10. A Gene-Based Linkage Map for Bicyclus anynana Butterflies Allows for a Comprehensive Analysis of Synteny with the Lepidopteran Reference Genome

    PubMed Central

    Beldade, Patrícia; Saenko, Suzanne V.; Pul, Nicolien; Long, Anthony D.

    2009-01-01

    Lepidopterans (butterflies and moths) are a rich and diverse order of insects, which, despite their economic impact and unusual biological properties, are relatively underrepresented in terms of genomic resources. The genome of the silkworm Bombyx mori has been fully sequenced, but comparative lepidopteran genomics has been hampered by the scarcity of information for other species. This is especially striking for butterflies, even though they have diverse and derived phenotypes (such as color vision and wing color patterns) and are considered prime models for the evolutionary and developmental analysis of ecologically relevant, complex traits. We focus on Bicyclus anynana butterflies, a laboratory system for studying the diversification of novelties and serially repeated traits. With a panel of 12 small families and a biphasic mapping approach, we first assigned 508 expressed genes to segregation groups and then ordered 297 of them within individual linkage groups. We also coarsely mapped seven color pattern loci. This is the richest gene-based map available for any butterfly species and allowed for a broad-coverage analysis of synteny with the lepidopteran reference genome. Based on 462 pairs of mapped orthologous markers in Bi. anynana and Bo. mori, we observed strong conservation of gene assignment to chromosomes, but also evidence for numerous large- and small-scale chromosomal rearrangements. With gene collections growing for a variety of target organisms, the ability to place those genes in their proper genomic context is paramount. Methods to map expressed genes and to compare maps with relevant model systems are crucial to extend genomic-level analysis outside classical model species. Maps with gene-based markers are useful for comparative genomics and to resolve mapped genomic regions to a tractable number of candidate genes, especially if there is synteny with related model species. This is discussed in relation to the identification of the loci contributing to color pattern evolution in butterflies. PMID:19197358

  11. Direct Comparison of Flow-FISH and qPCR as Diagnostic Tests for Telomere Length Measurement in Humans

    PubMed Central

    Gutierrez-Rodrigues, Fernanda; Santana-Lemos, Bárbara A.; Scheucher, Priscila S.; Alves-Paiva, Raquel M.; Calado, Rodrigo T.

    2014-01-01

    Telomere length measurement is an essential test for the diagnosis of telomeropathies, which are caused by excessive telomere erosion. Commonly used methods are terminal restriction fragment (TRF) analysis by Southern blot, fluorescence in situ hybridization coupled with flow cytometry (flow-FISH), and quantitative PCR (qPCR). Although these methods have been used in the clinic, they have not been comprehensively compared. Here, we directly compared the performance of flow-FISH and qPCR to measure leukocytes' telomere length of healthy individuals and patients evaluated for telomeropathies, using TRF as standard. TRF and flow-FISH showed good agreement and correlation in the analysis of healthy subjects (R2?=?0.60; p<0.0001) and patients (R2?=?0.51; p<0.0001). In contrast, the comparison between TRF and qPCR yielded modest correlation for the analysis of samples of healthy individuals (R2?=?0.35; p<0.0001) and low correlation for patients (R2?=?0.20; p?=?0.001); Bland-Altman analysis showed poor agreement between the two methods for both patients and controls. Quantitative PCR and flow-FISH modestly correlated in the analysis of healthy individuals (R2?=?0.33; p<0.0001) and did not correlate in the comparison of patients' samples (R2?=?0.1, p?=?0.08). Intra-assay coefficient of variation (CV) was similar for flow-FISH (10.8±7.1%) and qPCR (9.5±7.4%; p?=?0.35), but the inter-assay CV was lower for flow-FISH (9.6±7.6% vs. 16±19.5%; p?=?0.02). Bland-Altman analysis indicated that flow-FISH was more precise and reproducible than qPCR. Flow-FISH and qPCR were sensitive (both 100%) and specific (93% and 89%, respectively) to distinguish very short telomeres. However, qPCR sensitivity (40%) and specificity (63%) to detect telomeres below the tenth percentile were lower compared to flow-FISH (80% sensitivity and 85% specificity). In the clinical setting, flow-FISH was more accurate, reproducible, sensitive, and specific in the measurement of human leukocyte's telomere length in comparison to qPCR. In conclusion, flow-FISH appears to be a more appropriate method for diagnostic purposes. PMID:25409313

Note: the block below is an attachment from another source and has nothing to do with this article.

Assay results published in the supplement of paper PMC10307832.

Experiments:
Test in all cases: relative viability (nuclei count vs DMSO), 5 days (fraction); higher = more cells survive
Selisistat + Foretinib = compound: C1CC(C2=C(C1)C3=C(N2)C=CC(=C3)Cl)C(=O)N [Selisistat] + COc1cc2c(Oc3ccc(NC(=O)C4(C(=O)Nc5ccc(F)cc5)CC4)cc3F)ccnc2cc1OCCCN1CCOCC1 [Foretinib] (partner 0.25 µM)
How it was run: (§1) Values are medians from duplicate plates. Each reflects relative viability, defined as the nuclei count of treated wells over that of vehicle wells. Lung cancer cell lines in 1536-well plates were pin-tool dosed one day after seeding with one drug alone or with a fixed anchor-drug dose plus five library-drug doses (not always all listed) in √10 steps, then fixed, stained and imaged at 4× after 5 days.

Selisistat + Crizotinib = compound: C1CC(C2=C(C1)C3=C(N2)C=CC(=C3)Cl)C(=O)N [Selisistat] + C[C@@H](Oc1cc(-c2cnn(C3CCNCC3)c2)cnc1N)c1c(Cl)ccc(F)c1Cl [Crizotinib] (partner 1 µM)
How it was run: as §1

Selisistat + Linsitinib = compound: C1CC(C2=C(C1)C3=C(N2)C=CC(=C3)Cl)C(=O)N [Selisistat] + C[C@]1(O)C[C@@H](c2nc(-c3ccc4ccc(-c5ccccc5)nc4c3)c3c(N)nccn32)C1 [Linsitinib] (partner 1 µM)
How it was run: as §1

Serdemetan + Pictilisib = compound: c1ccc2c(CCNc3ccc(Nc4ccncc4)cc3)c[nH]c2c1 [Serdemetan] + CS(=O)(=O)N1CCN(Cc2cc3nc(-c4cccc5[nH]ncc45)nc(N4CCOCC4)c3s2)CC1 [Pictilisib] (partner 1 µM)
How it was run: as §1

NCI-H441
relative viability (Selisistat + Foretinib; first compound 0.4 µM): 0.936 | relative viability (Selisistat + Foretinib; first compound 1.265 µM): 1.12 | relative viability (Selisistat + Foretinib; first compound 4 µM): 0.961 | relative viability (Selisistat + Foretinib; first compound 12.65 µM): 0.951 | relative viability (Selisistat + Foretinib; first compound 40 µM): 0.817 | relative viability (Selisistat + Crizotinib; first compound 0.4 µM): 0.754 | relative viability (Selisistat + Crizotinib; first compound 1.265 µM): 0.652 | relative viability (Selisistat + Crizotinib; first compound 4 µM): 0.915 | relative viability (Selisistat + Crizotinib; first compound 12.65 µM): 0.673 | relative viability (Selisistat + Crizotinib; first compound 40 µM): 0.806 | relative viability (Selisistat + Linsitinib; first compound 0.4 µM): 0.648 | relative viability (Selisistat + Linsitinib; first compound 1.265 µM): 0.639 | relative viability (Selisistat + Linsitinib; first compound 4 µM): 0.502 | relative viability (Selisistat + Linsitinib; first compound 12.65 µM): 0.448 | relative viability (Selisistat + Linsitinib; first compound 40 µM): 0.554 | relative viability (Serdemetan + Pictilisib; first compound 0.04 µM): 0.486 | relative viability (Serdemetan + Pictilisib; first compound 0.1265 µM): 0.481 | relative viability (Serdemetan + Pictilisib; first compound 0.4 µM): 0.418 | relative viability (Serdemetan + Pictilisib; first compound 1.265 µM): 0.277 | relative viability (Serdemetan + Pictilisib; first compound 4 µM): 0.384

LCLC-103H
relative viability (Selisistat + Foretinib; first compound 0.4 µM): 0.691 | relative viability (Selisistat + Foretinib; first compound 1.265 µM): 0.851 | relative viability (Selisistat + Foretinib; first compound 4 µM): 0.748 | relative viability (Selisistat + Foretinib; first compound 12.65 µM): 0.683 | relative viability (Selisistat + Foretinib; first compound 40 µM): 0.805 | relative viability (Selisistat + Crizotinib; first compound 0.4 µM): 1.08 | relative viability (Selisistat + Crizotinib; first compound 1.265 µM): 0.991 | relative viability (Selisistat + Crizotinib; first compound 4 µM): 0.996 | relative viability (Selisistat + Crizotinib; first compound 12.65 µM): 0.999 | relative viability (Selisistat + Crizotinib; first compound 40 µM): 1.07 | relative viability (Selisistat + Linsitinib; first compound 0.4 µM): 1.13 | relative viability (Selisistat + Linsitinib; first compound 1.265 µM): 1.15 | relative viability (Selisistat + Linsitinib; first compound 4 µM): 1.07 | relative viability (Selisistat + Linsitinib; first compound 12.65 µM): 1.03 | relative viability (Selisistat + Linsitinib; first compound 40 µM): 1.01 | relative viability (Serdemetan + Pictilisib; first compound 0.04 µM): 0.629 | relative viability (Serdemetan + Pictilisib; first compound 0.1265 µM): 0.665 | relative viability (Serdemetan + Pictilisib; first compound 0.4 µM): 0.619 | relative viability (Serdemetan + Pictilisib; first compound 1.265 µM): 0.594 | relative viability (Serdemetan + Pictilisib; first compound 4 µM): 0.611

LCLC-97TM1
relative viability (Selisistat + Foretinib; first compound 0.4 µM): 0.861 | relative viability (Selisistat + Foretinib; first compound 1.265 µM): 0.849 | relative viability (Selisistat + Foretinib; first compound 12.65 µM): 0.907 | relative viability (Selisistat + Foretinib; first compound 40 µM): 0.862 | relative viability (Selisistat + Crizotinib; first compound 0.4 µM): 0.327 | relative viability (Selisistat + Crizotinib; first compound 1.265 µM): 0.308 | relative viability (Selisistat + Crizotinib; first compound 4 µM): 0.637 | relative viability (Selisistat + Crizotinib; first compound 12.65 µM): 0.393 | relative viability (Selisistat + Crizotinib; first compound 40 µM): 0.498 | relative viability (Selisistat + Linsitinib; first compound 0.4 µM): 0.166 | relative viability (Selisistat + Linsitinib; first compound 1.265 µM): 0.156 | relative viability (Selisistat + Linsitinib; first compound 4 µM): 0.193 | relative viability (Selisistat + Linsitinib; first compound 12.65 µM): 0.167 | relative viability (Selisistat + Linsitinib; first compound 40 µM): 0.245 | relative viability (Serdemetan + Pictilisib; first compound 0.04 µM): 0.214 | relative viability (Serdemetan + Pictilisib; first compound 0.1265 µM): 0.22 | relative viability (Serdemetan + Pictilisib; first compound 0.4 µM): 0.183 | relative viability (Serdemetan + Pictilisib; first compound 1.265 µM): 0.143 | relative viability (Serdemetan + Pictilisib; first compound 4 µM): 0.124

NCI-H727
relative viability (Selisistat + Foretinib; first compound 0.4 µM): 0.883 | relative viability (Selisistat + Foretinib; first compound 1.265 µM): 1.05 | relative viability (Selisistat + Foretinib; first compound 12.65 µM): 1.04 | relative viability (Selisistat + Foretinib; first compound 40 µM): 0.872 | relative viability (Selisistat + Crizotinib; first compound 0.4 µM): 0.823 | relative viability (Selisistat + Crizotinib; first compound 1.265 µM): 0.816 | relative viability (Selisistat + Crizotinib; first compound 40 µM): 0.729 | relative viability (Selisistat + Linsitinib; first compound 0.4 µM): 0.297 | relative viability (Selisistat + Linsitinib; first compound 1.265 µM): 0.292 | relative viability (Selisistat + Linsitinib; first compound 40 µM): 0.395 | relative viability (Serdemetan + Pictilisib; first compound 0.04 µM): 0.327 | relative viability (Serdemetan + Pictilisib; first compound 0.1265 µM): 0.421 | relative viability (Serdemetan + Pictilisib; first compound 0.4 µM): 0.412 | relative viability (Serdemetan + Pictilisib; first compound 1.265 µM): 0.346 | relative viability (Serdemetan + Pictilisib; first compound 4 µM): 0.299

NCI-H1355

12. Quantification of Cryptosporidium parvum in natural soil matrices and soil solutions using qPCR.

    PubMed

    Koken, Emre; Darnault, Christophe J G; Jacobson, Astrid R; Powelson, David; Hendrickson, William

    2013-02-15